DVDs are a hot item among indies, and for good reason. The cost of making a DVD is comparable to that of making a CD, and DVD players are now commonplace. According to Recording Industry Association of America figures, DVD sales actually rose in 2001, even as CDs tanked. And as the means of production have become more affordable, more and more artists--composers and musicians included--have taken up the camera and the laptop.

Strouth sees a revolution just around the corner: "In the Fifties, everybody wanted to be a poet. Then everybody wanted to be a painter for a while. And after the Beatles broke, everybody wanted to be a rock star. That lasted until around 1998, when everybody decided to become a DJ. Once people figured out that having the letters D and J in front of their names wasn't going to automatically get them laid 24/7, they started losing interest. Now, everyone wants to be a filmmaker."

 

In his white button-down and crisply pressed slacks, Kevin Weinke blends in with the happy-hour crowd at Eli's Bar and Grill in downtown Minneapolis. He could easily pass for a mortgage broker, or some kind of consultant, which is actually what he is.

A trained archaeologist who got sick of "walking around in 90-degree heat with a shovel and staying in hotels," Weinke now spends his weekdays doing things like securing various permits for energy firms. "I work for the enemy," Weinke quips. "Not Enron, but some firms that are pretty closely associated with Enron. As you might guess, business is pretty slow these days."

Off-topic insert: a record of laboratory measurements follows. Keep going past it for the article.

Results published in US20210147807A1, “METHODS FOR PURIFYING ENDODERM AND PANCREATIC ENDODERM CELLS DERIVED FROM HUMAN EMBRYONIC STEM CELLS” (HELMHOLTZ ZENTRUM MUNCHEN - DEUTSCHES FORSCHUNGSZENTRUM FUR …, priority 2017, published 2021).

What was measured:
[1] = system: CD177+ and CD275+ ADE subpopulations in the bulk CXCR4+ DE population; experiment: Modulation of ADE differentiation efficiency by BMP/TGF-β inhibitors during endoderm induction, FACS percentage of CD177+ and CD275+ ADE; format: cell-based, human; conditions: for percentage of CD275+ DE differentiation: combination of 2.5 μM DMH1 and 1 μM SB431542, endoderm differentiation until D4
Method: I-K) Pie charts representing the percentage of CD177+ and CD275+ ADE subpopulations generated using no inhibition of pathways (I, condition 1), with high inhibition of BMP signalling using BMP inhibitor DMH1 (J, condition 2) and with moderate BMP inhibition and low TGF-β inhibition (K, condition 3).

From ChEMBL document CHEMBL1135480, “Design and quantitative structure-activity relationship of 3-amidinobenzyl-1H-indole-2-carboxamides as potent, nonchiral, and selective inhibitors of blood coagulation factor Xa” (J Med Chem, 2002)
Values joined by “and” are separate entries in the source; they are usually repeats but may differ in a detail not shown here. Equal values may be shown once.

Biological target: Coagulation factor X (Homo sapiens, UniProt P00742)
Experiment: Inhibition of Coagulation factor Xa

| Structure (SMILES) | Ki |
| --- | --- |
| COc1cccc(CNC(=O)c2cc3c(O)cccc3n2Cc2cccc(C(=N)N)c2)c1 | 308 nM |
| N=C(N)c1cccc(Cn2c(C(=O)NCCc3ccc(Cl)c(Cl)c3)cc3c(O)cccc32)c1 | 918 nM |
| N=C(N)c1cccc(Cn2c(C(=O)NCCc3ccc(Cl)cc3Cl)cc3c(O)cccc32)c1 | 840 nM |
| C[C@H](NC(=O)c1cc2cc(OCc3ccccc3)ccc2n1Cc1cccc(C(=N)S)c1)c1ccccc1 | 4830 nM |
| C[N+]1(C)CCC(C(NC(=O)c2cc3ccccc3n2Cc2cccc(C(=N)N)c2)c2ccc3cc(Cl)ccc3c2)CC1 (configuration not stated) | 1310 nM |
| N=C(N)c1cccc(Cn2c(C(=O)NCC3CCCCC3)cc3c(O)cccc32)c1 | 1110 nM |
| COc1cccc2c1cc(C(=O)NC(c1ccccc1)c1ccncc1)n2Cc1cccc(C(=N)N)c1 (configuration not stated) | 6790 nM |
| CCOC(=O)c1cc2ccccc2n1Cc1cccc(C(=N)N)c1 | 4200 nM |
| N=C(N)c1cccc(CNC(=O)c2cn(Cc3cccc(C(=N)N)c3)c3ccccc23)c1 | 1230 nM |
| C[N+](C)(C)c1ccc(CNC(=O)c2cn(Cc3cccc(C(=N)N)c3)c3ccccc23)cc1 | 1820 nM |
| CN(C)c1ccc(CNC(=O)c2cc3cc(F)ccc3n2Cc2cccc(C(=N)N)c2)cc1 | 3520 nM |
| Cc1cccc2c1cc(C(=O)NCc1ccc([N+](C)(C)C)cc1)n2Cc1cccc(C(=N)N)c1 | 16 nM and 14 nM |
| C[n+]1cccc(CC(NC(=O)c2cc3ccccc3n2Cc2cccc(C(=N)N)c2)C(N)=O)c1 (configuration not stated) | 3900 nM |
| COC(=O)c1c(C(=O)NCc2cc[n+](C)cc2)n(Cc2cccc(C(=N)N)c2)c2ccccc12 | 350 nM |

At night and on weekends, though, Weinke rolls his sleeves up a cuff higher and digs into Alluvial Recordings, a label stationed at the very outer rim of experimental music's asteroid belt. Most Alluvial artists--such as Daniel Menche, Augur, Seth Nehil--generate works that rely on the sort of silence and space you'd expect to encounter just west of Pluto. Even though it has only been around since 1999, Alluvial represents the fruition of a dream Weinke and roommate/business partner Scott Flaherty have nurtured since their high school head-banger days in Buffalo, New York.

Though they previously schemed to create a label for 7-inch bootlegs, so far, the label has been CD-intensive, with only one LP to date. But they're thinking about switching over. "Every time we put something out," Weinke notes, "it's on one or more file-sharing services right away. If we did extremely limited, nicely packaged, slightly overpriced vinyl, it wouldn't matter. Everything would probably sell out whether it was downloadable or not."

Despite the online leakage, the label pays for itself. (Last year Weinke and Flaherty took in $10,000.) And it has a solid distribution setup, which extends into Europe through Staalplaat and V2, two esteemed online and mail-order dealers in the Netherlands. Europe, where listeners tend to be more open-minded than their Yank counterparts, is an important market for Alluvial. Important enough that one of their artists, John Hudak, shared a gallery space with Laurie Anderson in Lyon, France, earlier this year.